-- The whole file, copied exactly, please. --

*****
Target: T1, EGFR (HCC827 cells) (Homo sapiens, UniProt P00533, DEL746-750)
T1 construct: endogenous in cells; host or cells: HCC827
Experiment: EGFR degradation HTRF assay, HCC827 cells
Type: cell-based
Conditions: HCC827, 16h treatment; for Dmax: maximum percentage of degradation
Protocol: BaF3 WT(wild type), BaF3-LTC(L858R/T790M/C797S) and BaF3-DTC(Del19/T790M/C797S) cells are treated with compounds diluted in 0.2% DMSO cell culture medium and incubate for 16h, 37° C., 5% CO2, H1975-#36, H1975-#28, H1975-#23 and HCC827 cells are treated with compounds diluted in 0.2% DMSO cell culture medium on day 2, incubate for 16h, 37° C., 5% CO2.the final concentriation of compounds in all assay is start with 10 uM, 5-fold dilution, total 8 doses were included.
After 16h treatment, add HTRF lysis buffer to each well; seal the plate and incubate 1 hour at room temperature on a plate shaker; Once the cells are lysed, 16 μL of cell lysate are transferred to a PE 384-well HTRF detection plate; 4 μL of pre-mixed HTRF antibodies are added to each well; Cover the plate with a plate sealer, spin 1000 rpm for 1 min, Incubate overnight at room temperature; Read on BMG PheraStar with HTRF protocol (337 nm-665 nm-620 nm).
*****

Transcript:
Target: T1, EGFR (HCC827 cells) (Homo sapiens, UniProt P00533, DEL746-750)
T1 construct: endogenous in cells; host or cells: HCC827
Experiment: EGFR degradation HTRF assay, HCC827 cells
Type: cell-based
Conditions: HCC827, 16h treatment; for Dmax: maximum percentage of degradation
Protocol: BaF3 WT(wild type), BaF3-LTC(L858R/T790M/C797S) and BaF3-DTC(Del19/T790M/C797S) cells are treated with compounds diluted in 0.2% DMSO cell culture medium and incubate for 16h, 37° C., 5% CO2, H1975-#36, H1975-#28, H1975-#23 and HCC827 cells are treated with compounds diluted in 0.2% DMSO cell culture medium on day 2, incubate for 16h, 37° C., 5% CO2.the final concentriation of compounds in all assay is start with 10 uM, 5-fold dilution, total 8 doses were included.
After 16h treatment, add HTRF lysis buffer to each well; seal the plate and incubate 1 hour at room temperature on a plate shaker; Once the cells are lysed, 16 μL of cell lysate are transferred to a PE 384-well HTRF detection plate; 4 μL of pre-mixed HTRF antibodies are added to each well; Cover the plate with a plate sealer, spin 1000 rpm for 1 min, Incubate overnight at room temperature; Read on BMG PheraStar with HTRF protocol (337 nm-665 nm-620 nm).